U.S. Department of State 2004 Trafficking in Persons Report - Poland
|Publisher||United States Department of State|
|Author||Office to Monitor and Combat Trafficking in Persons|
|Publication Date||14 June 2004|
|Cite as||United States Department of State, U.S. Department of State 2004 Trafficking in Persons Report - Poland, 14 June 2004, available at: http://www.refworld.org/docid/4680d811c.html [accessed 4 July 2015]|
Poland (Tier 1)
Poland is a source, transit, and destination country primarily for women and girls trafficked for the purpose of sexual exploitation. Women and girls are trafficked to Western Europe, particularly Germany, Italy, Belgium, France, The Netherlands, Japan, and Israel. Some internal trafficking also occurs. Individuals trafficked to and through Poland mostly originate from countries east and southeast of Poland, including Ukraine, Bulgaria, Romania, Belarus, Moldova, and Russia. Polish enforcement authorities believe that an increasing number of victims are trafficked to Italy.
The Government of Poland fully complies with the minimum standards for the elimination of trafficking. The government enacted new legislation in 2003 to protect victims, and it increased law enforcement efforts. But Poland should press frontline officials to identify victims and facilitate their access to assistance, rather than deporting them. Poland also should criminalize the prostitution of minors less than 18 years of age and provide greater resources to law enforcement authorities. While Poland is recognized for its increased enforcement efforts, continued progress will be important in the coming year to increase assistance to trafficking victims and enhance trafficking prevention.
Polish anti-trafficking law enforcement efforts were steady over the reporting period. Its criminal code prohibits trafficking for sexual and non-sexual exploitation. The penalties for trafficking are sufficiently severe. The government investigates some trafficking cases, although police and border guards are hampered by a lack of resources. Officials rarely utilized covert operations in conducting trafficking investigations. Polish authorities arrested 134 persons on trafficking charges, more than three times the number arrested in 2002, and initiated 30 prosecutions. The most recent conviction statistics, from 2002, indicate that the government convicted 120 traffickers under forced prostitution charges and 20 traffickers under human slavery charges, for an average sentence of two to four years in prison. Initial numbers in 2003 show that nine individuals have been convicted under human slavery charges for an average sentence of three to five years in prison. New-hire border guards and police officers received specialized training on trafficking investigations and victim awareness at the national law enforcement training facility. No specific evidence of trafficking cases involving government officials appeared, but there were continued reports of corruption among some police officials that may facilitate trafficking. The government cooperated with other countries on trafficking cases and the repatriation of victims. Although it did not report on specific investigations, it pointed to cooperative efforts with German, Italian, and Ukrainian authorities.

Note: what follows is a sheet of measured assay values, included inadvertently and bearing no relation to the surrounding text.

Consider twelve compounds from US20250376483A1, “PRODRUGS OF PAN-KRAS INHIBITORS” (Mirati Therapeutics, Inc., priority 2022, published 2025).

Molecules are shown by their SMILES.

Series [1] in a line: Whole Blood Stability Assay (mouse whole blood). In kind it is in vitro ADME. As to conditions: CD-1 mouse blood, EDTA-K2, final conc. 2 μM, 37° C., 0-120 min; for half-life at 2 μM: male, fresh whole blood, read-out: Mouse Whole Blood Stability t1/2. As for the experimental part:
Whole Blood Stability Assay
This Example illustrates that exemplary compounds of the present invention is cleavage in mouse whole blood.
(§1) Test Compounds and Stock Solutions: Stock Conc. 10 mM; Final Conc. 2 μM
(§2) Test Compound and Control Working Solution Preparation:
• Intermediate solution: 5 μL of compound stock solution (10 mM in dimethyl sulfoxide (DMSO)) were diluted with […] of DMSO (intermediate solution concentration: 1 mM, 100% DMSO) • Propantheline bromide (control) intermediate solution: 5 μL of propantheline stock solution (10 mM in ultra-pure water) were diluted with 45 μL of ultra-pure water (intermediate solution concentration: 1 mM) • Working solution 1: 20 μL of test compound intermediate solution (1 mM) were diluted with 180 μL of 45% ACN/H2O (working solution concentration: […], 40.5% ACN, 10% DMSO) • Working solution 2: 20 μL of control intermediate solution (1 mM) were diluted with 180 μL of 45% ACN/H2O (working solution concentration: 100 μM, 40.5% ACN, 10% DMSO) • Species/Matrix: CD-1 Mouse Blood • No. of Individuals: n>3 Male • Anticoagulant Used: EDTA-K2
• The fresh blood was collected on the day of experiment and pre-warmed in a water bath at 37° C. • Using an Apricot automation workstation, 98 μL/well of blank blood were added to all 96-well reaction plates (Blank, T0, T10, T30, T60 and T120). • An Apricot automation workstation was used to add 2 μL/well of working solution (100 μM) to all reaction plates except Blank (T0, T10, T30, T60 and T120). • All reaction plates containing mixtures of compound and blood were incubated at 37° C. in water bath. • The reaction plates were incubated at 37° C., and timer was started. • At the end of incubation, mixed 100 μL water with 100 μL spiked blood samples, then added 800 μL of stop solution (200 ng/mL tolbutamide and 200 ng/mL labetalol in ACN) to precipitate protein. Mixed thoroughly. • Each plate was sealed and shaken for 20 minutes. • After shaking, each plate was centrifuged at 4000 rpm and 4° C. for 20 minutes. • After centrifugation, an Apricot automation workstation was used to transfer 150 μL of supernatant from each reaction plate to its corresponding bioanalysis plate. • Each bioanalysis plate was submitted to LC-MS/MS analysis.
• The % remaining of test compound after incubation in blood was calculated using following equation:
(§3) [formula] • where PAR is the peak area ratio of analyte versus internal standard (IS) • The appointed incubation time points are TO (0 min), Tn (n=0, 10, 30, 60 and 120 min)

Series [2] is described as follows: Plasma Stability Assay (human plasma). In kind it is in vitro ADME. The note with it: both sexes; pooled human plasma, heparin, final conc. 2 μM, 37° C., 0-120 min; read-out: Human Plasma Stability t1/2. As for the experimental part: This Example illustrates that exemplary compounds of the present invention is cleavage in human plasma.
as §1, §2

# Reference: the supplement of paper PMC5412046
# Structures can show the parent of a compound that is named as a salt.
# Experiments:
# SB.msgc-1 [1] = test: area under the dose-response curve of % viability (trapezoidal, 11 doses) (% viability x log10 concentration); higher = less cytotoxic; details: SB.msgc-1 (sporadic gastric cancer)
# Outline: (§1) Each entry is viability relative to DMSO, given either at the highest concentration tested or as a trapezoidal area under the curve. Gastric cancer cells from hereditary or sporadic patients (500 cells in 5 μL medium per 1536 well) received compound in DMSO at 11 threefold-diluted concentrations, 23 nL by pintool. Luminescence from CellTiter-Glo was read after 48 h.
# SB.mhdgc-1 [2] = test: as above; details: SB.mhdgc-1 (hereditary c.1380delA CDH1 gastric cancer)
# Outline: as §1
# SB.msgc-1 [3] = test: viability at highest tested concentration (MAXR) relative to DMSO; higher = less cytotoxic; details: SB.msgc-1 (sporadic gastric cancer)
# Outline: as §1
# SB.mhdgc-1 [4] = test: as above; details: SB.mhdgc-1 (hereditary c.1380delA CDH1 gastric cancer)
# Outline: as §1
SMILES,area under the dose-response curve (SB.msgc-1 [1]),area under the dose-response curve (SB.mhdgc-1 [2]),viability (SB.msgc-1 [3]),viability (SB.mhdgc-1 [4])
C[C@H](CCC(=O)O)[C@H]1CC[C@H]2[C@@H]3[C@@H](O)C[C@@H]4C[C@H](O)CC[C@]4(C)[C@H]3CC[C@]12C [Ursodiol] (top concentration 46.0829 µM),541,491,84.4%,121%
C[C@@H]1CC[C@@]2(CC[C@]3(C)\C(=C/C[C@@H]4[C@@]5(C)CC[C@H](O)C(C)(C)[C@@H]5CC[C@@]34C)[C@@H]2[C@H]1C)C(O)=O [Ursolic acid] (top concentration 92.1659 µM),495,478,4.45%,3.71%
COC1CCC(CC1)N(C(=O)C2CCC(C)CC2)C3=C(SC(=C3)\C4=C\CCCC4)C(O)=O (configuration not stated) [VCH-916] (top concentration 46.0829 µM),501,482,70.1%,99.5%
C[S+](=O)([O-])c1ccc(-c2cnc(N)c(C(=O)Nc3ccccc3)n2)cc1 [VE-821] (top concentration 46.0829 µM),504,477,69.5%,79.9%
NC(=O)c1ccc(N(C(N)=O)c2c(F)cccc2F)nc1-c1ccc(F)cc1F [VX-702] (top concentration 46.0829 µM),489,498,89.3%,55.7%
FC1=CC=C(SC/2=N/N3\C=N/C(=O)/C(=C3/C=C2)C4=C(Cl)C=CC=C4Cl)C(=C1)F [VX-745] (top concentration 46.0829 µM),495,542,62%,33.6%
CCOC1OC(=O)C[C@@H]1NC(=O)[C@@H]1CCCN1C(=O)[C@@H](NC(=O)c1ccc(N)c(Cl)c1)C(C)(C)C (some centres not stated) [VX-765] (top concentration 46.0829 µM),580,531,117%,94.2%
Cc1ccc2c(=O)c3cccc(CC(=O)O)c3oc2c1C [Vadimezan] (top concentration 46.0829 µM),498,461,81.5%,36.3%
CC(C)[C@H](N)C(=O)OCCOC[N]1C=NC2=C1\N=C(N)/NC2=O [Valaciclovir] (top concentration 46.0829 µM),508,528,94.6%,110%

Poland made progress in strengthening its protections of trafficking victims. Legislation enacted in September 2003 allows foreign victims a one-year temporary residence permit to remain in Poland to testify against their traffickers. New legislation also allows the use of video testimony. In 2003, 16 victims testified in trials against their traffickers, up from 13 in 2002. The government awarded small grants to NGOs to assist victims. Local governments also partially funded several NGO-operated shelters. While increased training has improved some enforcement officials' abilities to differentiate between smuggling and trafficking, many victims are summarily deported. The Government of Poland regularly trains embassy and consulate officials on victim identification and assistance, and encourages them to develop relationships with anti-trafficking organizations in transit and source countries. No specific government assistance exists for repatriated nationals, though they are eligible for unemployment and welfare benefits.
The government has focused on law enforcement training to counter trafficking. It relies on and cooperates with NGOs to conduct information and education campaigns targeted at potential victims. An NGO partially funded by the government created computer simulation games and quizzes on CD-ROMs to warn against the dangers of trafficking that were distributed in the Polish public high schools. In December 2003, the Polish Prime Minister approved a national action plan to combat trafficking in persons.